Thank You Lone Ranger

This is the updated version of my post from this afternoon. After the first comment, I realized that the Tribune's analysis that bothered me could be taken various ways. The story regards the malting plant railroad spur.

The facts go like this:

1. The malt plant needed rail service.
2. The community promised to provide the spur line for rail service.
3. The community could not make good on its promise, so the malt plant owners had to pay $4 million to get the spur.

What bothered me was the conclusion from the Trib, "The city of Great Falls came to the rescue and promised to buy the rail line once it acquired the money." I was looking at this from the point of view of the malting plant owners. They had been duped. By Mr. Lawton's own admissions, they would not have settled here without the rail spur incentive. I am incredulous that the Trib could have meant that the City "rescued" the malting plant.

But the commenter pointed out that the Great Falls Development Authority made the false promise. A promise its, well, bank account, could not cash. In retrospect, I see that the Trib could have meant that the commission rescued the GFDA. A meaningless distinction to a business owner out $4 million. From his point of view, the City promised again, to make good on the original promise, on which it previously reneged? Does not compute.

Viewed that way, it was trivial hyperbole meant to guild the local government's image when it most needs help. I consider that irresponsible from a "news" story.

But what if we take the line a different way? What if the city is rescuing the GFDA, one of those quasi governmental, pseudo business organizations that recklessly spends money it does not have? The journalism is no better, but the import is even greater. Especially with the coal plant mess growing.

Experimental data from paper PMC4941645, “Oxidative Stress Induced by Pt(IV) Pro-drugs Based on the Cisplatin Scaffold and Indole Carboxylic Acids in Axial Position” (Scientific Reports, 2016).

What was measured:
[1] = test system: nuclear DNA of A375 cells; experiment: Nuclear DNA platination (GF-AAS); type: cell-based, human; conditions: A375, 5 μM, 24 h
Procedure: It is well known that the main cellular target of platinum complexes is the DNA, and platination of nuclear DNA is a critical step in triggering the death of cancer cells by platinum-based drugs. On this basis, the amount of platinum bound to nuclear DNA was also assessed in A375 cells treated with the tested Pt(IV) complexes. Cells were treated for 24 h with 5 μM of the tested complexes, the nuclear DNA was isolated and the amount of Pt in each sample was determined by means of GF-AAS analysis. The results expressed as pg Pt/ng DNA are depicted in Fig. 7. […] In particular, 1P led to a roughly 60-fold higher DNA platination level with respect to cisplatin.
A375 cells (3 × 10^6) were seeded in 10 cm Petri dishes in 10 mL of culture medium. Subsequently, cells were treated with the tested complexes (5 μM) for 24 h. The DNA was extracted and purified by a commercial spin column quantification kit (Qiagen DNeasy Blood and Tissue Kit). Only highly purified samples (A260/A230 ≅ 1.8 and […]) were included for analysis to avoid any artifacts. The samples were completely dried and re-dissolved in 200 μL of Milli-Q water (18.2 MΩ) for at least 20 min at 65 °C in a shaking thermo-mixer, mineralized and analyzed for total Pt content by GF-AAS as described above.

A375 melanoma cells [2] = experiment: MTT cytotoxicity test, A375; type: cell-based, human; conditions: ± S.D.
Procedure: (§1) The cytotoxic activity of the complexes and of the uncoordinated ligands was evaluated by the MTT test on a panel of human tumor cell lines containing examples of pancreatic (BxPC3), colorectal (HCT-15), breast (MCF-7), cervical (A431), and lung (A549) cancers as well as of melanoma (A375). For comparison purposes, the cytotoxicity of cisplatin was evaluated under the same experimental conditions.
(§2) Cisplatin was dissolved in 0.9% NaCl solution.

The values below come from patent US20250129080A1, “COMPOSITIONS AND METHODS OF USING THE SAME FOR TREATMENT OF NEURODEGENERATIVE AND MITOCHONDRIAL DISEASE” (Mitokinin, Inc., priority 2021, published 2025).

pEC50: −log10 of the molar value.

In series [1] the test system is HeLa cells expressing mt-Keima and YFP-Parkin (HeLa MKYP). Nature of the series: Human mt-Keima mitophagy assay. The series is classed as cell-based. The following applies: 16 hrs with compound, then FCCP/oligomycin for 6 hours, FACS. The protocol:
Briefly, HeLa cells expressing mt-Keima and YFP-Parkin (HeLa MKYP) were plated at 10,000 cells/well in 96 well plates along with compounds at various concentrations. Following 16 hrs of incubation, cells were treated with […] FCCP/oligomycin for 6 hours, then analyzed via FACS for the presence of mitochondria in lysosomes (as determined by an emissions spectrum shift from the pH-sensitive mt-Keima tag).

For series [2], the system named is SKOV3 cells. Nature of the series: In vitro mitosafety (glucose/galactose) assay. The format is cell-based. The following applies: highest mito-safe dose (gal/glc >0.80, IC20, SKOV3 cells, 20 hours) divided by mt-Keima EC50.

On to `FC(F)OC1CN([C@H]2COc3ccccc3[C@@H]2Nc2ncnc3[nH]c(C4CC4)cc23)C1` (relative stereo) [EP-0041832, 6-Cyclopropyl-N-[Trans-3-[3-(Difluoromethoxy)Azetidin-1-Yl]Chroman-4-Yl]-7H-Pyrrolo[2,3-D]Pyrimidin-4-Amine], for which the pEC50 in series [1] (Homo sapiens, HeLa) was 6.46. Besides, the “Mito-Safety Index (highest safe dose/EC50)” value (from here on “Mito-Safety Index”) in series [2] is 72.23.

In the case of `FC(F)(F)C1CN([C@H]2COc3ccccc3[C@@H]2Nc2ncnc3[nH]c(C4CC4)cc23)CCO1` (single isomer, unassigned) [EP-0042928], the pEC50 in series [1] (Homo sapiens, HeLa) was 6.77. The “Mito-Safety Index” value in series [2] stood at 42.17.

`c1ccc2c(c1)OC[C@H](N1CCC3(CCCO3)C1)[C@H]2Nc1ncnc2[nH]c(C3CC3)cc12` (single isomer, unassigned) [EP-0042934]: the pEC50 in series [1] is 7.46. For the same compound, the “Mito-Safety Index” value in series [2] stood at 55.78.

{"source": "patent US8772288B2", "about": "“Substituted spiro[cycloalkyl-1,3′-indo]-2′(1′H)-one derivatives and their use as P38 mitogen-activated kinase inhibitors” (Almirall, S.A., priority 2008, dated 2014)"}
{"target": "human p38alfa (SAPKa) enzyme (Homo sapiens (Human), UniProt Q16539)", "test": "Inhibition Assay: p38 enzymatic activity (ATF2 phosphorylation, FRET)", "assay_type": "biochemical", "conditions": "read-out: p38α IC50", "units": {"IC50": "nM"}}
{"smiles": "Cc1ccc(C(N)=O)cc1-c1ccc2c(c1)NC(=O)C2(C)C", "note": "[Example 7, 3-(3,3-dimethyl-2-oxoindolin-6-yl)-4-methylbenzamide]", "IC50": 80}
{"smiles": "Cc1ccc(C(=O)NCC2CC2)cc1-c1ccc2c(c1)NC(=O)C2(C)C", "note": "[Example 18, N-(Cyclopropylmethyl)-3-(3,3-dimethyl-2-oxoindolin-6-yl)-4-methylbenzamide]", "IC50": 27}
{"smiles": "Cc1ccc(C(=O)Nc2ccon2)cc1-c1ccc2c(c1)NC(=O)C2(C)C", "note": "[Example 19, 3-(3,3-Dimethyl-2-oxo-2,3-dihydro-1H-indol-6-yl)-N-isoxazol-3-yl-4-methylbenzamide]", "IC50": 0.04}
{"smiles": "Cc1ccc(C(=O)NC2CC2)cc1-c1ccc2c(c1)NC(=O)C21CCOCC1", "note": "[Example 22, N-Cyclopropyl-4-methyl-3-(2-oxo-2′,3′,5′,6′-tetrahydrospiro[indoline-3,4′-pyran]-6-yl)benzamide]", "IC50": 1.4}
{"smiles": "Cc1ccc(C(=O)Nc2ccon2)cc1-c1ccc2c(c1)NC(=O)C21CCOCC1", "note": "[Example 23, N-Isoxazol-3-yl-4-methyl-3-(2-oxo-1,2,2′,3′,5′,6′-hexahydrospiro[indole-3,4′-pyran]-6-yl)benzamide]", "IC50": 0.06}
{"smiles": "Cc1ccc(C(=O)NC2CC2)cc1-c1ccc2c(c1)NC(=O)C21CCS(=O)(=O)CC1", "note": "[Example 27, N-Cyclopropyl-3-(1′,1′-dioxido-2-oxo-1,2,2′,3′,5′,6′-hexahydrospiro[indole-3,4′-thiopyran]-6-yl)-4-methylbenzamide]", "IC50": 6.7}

The City is digging up $4 million from local tax payers. To cover GFDA or itself. Either way, it is a jump first, look later mentality (maybe they should have looked at the feasibility of getting that $4 million before promising it). It is totally reckless. Getting back to the original story, it implies the city just found some extra money. No, it found a way to divert more tax dollars to a bail out. It is still money taken from local people and businesses.

This is no way to run a railroad. Not even a spur.


Anonymous said...

The GFDA made the original promise. The city then promised to buy the spur to make up for the oversight, I believe.

free thought said...

True, the GFDA is not exactly the same as the city government, but inter-related. The Commission went forward with the plans, in concert with the GFDA, to start the malting plant. It was the city backing the promise, among other things, responsible for getting the plant here. I see them as complicit in the original promise

Anonymous said...

Related, but the GFDA is a separate entity. Not saying the city didn't make a promise it couldn't keep, just saying they did so only once...